THE HUNGARIAN ULTIMATUM.
THE Hungarians have presented their ultimatum, and with it the last hope of a peaceful solution to the Austrian problem seems to disappear. M. Desk, the leader of the Moderates, and the accepted spokesman of the kingdom, has issued his programme, and it is briefly this. Hungary is and shall continue united to Austria only through the dynasty. The individual who is Emperor of Austria is also de jure King of Hungary, and there all union between the two States ends. All compromises whatsoever are rejected. No limitation, for example, of the central power will suffice, for the first power of all, the right to vote supplies, is claimed for Hungary alone. The Emperor might have been content with a control of the armed force, but this is reserved to the Hungarian Diet. Even the direction of, foreign policy is not secure, for without men and money the right to direct foreign affairs becomes an empty claim. Hungary, according to M. Deak, is a Sovereign State, ruled accidentally by a. House which has other possessions, but absolutely independent, asking no control over " foreigners," enduring no control from "foreign" _Parliaments, and "taking no share in the representation of the empire." These phrases seem carefully prepared to avert the last desperate expedient, a transfer of the Central Parliament to Pesth, but M. Szalay, the historian, was applauded when he advocated that scheme. Hungary is, also, a State with a free constitution, which must be acknowledged and restored in its entirety before a legal regime can be recommenced, or Francis Joseph be legally crowned King. Till he is crowned he can do no sovereign act; and as the First Estate remains in abeyance, the Diet, which consists of three Estates, can raise no taxes or do any other act competent to a governing power. There is no mistaking the meaning of M. Deak, and little hope that the Hungarians will recede. A powerful party consider even these terms too servile : the people, by paying taxes only on compulsion, announce their adherence to their leaders' views, and the will of the nation must be considered finally expressed. It is all the more immutable because clearly in accordance with the laW. Hungary, however in- convenient her independence may be to Europe, is an inde- pendent State. To say nothing of her ancient history, she was recognized as such in the Pragmatic Sanction, of which her own sovereign was the author, and to which all Europe gave a formal consent. Her brief union with Austria has been maintained only by force, and has no colour of legality either through the assent of the people or a strained inter- pretation of old prerogative. If she, retaining her Sovereign, deliberately refuses to join any other State, she has a right to refuse, as much right as England once had to reject the union with Scotland if She pleased. The consequences of the rejection have nothing to do with the right, which can be abrogated only by the Hungarians themselves.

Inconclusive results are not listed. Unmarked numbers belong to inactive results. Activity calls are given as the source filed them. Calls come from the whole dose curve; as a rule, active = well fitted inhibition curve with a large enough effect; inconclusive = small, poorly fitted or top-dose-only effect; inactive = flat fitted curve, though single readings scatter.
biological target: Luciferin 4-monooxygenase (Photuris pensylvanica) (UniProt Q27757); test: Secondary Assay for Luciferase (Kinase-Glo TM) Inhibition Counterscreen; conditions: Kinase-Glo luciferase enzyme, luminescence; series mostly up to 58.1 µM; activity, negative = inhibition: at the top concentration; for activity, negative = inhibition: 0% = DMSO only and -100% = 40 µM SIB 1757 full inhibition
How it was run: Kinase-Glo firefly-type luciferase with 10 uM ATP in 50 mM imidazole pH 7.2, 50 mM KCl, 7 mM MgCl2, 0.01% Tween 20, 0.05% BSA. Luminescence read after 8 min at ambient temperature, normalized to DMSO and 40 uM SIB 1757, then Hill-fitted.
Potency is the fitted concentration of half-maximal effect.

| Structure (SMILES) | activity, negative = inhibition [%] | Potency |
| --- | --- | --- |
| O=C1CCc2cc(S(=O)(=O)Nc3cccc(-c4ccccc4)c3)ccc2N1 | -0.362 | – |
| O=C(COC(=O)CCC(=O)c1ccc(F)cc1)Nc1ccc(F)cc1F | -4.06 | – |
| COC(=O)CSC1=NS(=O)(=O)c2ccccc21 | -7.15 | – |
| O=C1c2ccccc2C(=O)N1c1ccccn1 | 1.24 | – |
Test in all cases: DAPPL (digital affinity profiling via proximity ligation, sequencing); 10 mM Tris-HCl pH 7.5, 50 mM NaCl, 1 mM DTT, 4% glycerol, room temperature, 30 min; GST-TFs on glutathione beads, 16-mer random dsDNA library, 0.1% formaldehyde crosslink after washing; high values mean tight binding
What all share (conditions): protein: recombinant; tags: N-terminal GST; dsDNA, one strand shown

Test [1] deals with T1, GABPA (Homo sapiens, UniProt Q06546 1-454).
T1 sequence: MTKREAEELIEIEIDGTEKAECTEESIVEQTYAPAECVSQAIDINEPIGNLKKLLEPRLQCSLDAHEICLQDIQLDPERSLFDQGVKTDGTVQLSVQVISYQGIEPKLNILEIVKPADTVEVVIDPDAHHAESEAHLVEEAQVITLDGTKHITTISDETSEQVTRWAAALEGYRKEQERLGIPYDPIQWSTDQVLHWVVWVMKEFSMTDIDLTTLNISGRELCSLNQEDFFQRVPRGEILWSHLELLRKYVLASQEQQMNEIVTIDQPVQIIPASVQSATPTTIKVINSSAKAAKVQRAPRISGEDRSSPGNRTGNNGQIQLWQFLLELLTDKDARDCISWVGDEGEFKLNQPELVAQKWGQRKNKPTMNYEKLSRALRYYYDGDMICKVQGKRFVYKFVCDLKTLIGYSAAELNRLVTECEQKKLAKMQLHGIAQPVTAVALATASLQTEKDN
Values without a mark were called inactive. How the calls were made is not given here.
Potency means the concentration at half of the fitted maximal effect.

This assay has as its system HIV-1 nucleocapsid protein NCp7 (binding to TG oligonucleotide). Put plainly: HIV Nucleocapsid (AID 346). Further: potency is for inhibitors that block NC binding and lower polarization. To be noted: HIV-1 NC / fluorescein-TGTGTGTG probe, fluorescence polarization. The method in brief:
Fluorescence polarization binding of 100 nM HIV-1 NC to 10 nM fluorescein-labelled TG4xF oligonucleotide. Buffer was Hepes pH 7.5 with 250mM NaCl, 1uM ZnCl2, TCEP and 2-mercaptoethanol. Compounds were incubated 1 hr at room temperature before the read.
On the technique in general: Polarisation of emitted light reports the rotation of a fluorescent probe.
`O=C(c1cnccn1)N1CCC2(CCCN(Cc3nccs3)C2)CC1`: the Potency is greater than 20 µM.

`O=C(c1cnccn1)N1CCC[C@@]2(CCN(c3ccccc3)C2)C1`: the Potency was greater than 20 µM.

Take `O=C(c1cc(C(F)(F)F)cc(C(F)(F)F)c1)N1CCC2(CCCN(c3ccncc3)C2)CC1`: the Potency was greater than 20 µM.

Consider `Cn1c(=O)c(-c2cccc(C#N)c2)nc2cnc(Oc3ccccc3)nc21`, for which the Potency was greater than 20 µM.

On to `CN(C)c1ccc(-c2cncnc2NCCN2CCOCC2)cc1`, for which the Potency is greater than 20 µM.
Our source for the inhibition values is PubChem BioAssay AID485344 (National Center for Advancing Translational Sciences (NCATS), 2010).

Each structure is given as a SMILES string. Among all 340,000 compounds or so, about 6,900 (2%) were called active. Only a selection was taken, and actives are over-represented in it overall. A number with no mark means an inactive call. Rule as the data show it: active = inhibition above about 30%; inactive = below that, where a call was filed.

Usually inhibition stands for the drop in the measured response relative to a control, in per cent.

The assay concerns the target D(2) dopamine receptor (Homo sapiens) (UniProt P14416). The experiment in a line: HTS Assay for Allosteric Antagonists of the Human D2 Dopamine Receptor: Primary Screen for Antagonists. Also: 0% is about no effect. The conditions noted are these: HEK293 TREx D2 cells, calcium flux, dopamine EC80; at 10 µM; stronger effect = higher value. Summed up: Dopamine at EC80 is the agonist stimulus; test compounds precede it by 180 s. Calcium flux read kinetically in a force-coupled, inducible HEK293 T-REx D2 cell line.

With this determination clearly before him, the Emperor has but two courses to pursue. He must either submit, or attempt, for the second time in twelve years, to reduce Hun- gary to a province by the sword.